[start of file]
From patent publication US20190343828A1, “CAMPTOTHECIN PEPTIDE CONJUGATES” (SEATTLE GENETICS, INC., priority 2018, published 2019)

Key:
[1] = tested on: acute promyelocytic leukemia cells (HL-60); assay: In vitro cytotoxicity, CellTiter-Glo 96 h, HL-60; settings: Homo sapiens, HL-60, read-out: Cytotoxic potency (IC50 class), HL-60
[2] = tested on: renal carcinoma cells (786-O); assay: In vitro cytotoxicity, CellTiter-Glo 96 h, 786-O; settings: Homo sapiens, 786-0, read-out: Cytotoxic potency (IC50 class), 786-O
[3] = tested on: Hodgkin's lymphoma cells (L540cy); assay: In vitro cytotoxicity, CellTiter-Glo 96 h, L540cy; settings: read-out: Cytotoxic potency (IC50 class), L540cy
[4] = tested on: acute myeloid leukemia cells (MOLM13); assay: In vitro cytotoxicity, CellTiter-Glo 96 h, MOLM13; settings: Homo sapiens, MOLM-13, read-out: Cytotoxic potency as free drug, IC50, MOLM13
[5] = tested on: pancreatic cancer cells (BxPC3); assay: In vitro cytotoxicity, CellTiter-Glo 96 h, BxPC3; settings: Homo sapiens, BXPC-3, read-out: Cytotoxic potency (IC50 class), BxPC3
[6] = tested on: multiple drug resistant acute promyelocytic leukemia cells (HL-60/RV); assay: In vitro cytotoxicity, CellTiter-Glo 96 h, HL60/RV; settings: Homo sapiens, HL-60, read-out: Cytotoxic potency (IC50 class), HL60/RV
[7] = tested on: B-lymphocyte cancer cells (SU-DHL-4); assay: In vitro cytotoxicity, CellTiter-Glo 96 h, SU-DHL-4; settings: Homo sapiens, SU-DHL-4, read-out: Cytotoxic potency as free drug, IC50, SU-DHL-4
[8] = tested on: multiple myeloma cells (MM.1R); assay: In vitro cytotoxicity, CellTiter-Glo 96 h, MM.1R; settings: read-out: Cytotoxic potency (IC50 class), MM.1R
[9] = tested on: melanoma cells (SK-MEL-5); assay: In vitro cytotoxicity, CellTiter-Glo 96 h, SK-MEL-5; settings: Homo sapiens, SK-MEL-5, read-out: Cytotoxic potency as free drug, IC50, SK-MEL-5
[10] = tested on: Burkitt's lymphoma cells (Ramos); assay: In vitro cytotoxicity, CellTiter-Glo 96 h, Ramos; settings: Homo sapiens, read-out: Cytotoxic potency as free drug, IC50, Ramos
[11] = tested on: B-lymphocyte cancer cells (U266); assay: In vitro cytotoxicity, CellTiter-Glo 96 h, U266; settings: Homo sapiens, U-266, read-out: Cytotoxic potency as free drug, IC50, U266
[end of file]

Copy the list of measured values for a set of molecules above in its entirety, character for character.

From patent publication US20190343828A1, “CAMPTOTHECIN PEPTIDE CONJUGATES” (SEATTLE GENETICS, INC., priority 2018, published 2019)

Key:
[1] = tested on: acute promyelocytic leukemia cells (HL-60); assay: In vitro cytotoxicity, CellTiter-Glo 96 h, HL-60; settings: Homo sapiens, HL-60, read-out: Cytotoxic potency (IC50 class), HL-60
[2] = tested on: renal carcinoma cells (786-O); assay: In vitro cytotoxicity, CellTiter-Glo 96 h, 786-O; settings: Homo sapiens, 786-0, read-out: Cytotoxic potency (IC50 class), 786-O
[3] = tested on: Hodgkin's lymphoma cells (L540cy); assay: In vitro cytotoxicity, CellTiter-Glo 96 h, L540cy; settings: read-out: Cytotoxic potency (IC50 class), L540cy
[4] = tested on: acute myeloid leukemia cells (MOLM13); assay: In vitro cytotoxicity, CellTiter-Glo 96 h, MOLM13; settings: Homo sapiens, MOLM-13, read-out: Cytotoxic potency as free drug, IC50, MOLM13
[5] = tested on: pancreatic cancer cells (BxPC3); assay: In vitro cytotoxicity, CellTiter-Glo 96 h, BxPC3; settings: Homo sapiens, BXPC-3, read-out: Cytotoxic potency (IC50 class), BxPC3
[6] = tested on: multiple drug resistant acute promyelocytic leukemia cells (HL-60/RV); assay: In vitro cytotoxicity, CellTiter-Glo 96 h, HL60/RV; settings: Homo sapiens, HL-60, read-out: Cytotoxic potency (IC50 class), HL60/RV
[7] = tested on: B-lymphocyte cancer cells (SU-DHL-4); assay: In vitro cytotoxicity, CellTiter-Glo 96 h, SU-DHL-4; settings: Homo sapiens, SU-DHL-4, read-out: Cytotoxic potency as free drug, IC50, SU-DHL-4
[8] = tested on: multiple myeloma cells (MM.1R); assay: In vitro cytotoxicity, CellTiter-Glo 96 h, MM.1R; settings: read-out: Cytotoxic potency (IC50 class), MM.1R
[9] = tested on: melanoma cells (SK-MEL-5); assay: In vitro cytotoxicity, CellTiter-Glo 96 h, SK-MEL-5; settings: Homo sapiens, SK-MEL-5, read-out: Cytotoxic potency as free drug, IC50, SK-MEL-5
[10] = tested on: Burkitt's lymphoma cells (Ramos); assay: In vitro cytotoxicity, CellTiter-Glo 96 h, Ramos; settings: Homo sapiens, read-out: Cytotoxic potency as free drug, IC50, Ramos
[11] = tested on: B-lymphocyte cancer cells (U266); assay: In vitro cytotoxicity, CellTiter-Glo 96 h, U266; settings: Homo sapiens, U-266, read-out: Cytotoxic potency as free drug, IC50, U266